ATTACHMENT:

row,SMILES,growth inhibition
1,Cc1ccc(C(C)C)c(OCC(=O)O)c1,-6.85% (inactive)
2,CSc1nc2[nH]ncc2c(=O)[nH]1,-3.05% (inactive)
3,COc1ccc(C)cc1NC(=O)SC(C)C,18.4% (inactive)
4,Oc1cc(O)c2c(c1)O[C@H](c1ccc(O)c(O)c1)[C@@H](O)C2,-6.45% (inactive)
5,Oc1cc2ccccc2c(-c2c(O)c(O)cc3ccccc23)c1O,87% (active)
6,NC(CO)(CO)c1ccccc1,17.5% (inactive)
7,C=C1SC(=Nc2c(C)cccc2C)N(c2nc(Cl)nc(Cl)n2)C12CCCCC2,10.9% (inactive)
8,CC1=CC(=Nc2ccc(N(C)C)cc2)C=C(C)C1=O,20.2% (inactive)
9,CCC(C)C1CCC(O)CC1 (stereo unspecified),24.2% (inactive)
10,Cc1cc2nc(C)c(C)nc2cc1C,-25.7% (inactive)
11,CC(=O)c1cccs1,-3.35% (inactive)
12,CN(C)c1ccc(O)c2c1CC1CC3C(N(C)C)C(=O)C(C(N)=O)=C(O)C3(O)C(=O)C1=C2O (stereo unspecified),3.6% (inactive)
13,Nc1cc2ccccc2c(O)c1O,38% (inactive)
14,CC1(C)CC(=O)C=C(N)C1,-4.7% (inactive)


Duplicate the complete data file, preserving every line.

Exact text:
row,SMILES,growth inhibition
1,Cc1ccc(C(C)C)c(OCC(=O)O)c1,-6.85% (inactive)
2,CSc1nc2[nH]ncc2c(=O)[nH]1,-3.05% (inactive)
3,COc1ccc(C)cc1NC(=O)SC(C)C,18.4% (inactive)
4,Oc1cc(O)c2c(c1)O[C@H](c1ccc(O)c(O)c1)[C@@H](O)C2,-6.45% (inactive)
5,Oc1cc2ccccc2c(-c2c(O)c(O)cc3ccccc23)c1O,87% (active)
6,NC(CO)(CO)c1ccccc1,17.5% (inactive)
7,C=C1SC(=Nc2c(C)cccc2C)N(c2nc(Cl)nc(Cl)n2)C12CCCCC2,10.9% (inactive)
8,CC1=CC(=Nc2ccc(N(C)C)cc2)C=C(C)C1=O,20.2% (inactive)
9,CCC(C)C1CCC(O)CC1 (stereo unspecified),24.2% (inactive)
10,Cc1cc2nc(C)c(C)nc2cc1C,-25.7% (inactive)
11,CC(=O)c1cccs1,-3.35% (inactive)
12,CN(C)c1ccc(O)c2c1CC1CC3C(N(C)C)C(=O)C(C(N)=O)=C(O)C3(O)C(=O)C1=C2O (stereo unspecified),3.6% (inactive)
13,Nc1cc2ccccc2c(O)c1O,38% (inactive)
14,CC1(C)CC(=O)C=C(N)C1,-4.7% (inactive)